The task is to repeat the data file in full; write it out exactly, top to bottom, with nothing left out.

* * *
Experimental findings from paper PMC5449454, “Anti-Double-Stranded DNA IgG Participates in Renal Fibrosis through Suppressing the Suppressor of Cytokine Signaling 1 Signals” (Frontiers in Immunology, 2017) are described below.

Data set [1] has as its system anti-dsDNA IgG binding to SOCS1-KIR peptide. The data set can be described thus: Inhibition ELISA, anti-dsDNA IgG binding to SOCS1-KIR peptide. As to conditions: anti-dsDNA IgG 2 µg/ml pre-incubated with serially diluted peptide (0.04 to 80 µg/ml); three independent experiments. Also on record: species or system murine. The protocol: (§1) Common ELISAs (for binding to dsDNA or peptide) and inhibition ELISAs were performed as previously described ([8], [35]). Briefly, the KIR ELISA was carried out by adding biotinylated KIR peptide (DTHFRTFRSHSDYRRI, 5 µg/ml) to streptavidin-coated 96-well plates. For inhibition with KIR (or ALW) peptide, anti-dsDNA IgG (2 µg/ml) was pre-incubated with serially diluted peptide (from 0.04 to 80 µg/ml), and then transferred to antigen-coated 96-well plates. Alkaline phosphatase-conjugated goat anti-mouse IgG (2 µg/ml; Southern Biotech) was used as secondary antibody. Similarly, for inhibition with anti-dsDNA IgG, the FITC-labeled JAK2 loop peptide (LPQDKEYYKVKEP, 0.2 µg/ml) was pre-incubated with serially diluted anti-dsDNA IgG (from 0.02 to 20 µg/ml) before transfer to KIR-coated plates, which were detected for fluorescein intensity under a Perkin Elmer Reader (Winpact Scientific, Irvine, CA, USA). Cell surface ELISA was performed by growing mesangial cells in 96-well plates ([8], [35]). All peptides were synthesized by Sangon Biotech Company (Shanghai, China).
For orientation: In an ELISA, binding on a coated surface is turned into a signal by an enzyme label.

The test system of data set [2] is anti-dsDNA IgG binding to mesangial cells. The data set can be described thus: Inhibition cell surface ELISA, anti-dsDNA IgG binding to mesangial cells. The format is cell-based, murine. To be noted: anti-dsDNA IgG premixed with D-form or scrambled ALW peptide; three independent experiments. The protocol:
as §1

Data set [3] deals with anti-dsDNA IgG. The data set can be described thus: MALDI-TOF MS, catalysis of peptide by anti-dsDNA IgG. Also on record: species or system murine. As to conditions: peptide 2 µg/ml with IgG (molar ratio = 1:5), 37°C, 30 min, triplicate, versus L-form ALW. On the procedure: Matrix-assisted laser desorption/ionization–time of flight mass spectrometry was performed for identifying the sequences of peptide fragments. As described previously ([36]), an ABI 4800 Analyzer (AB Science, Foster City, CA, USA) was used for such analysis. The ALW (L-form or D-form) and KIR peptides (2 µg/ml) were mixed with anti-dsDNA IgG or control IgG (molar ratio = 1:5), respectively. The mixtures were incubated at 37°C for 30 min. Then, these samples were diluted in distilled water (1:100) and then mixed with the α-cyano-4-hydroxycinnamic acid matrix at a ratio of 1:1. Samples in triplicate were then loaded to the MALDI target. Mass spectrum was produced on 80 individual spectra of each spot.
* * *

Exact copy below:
Experimental findings from paper PMC5449454, “Anti-Double-Stranded DNA IgG Participates in Renal Fibrosis through Suppressing the Suppressor of Cytokine Signaling 1 Signals” (Frontiers in Immunology, 2017) are described below.

Data set [1] has as its system anti-dsDNA IgG binding to SOCS1-KIR peptide. The data set can be described thus: Inhibition ELISA, anti-dsDNA IgG binding to SOCS1-KIR peptide. As to conditions: anti-dsDNA IgG 2 µg/ml pre-incubated with serially diluted peptide (0.04 to 80 µg/ml); three independent experiments. Also on record: species or system murine. The protocol: (§1) Common ELISAs (for binding to dsDNA or peptide) and inhibition ELISAs were performed as previously described ([8], [35]). Briefly, the KIR ELISA was carried out by adding biotinylated KIR peptide (DTHFRTFRSHSDYRRI, 5 µg/ml) to streptavidin-coated 96-well plates. For inhibition with KIR (or ALW) peptide, anti-dsDNA IgG (2 µg/ml) was pre-incubated with serially diluted peptide (from 0.04 to 80 µg/ml), and then transferred to antigen-coated 96-well plates. Alkaline phosphatase-conjugated goat anti-mouse IgG (2 µg/ml; Southern Biotech) was used as secondary antibody. Similarly, for inhibition with anti-dsDNA IgG, the FITC-labeled JAK2 loop peptide (LPQDKEYYKVKEP, 0.2 µg/ml) was pre-incubated with serially diluted anti-dsDNA IgG (from 0.02 to 20 µg/ml) before transfer to KIR-coated plates, which were detected for fluorescein intensity under a Perkin Elmer Reader (Winpact Scientific, Irvine, CA, USA). Cell surface ELISA was performed by growing mesangial cells in 96-well plates ([8], [35]). All peptides were synthesized by Sangon Biotech Company (Shanghai, China).
For orientation: In an ELISA, binding on a coated surface is turned into a signal by an enzyme label.

The test system of data set [2] is anti-dsDNA IgG binding to mesangial cells. The data set can be described thus: Inhibition cell surface ELISA, anti-dsDNA IgG binding to mesangial cells. The format is cell-based, murine. To be noted: anti-dsDNA IgG premixed with D-form or scrambled ALW peptide; three independent experiments. The protocol:
as §1

Data set [3] deals with anti-dsDNA IgG. The data set can be described thus: MALDI-TOF MS, catalysis of peptide by anti-dsDNA IgG. Also on record: species or system murine. As to conditions: peptide 2 µg/ml with IgG (molar ratio = 1:5), 37°C, 30 min, triplicate, versus L-form ALW. On the procedure: Matrix-assisted laser desorption/ionization–time of flight mass spectrometry was performed for identifying the sequences of peptide fragments. As described previously ([36]), an ABI 4800 Analyzer (AB Science, Foster City, CA, USA) was used for such analysis. The ALW (L-form or D-form) and KIR peptides (2 µg/ml) were mixed with anti-dsDNA IgG or control IgG (molar ratio = 1:5), respectively. The mixtures were incubated at 37°C for 30 min. Then, these samples were diluted in distilled water (1:100) and then mixed with the α-cyano-4-hydroxycinnamic acid matrix at a ratio of 1:1. Samples in triplicate were then loaded to the MALDI target. Mass spectrum was produced on 80 individual spectra of each spot.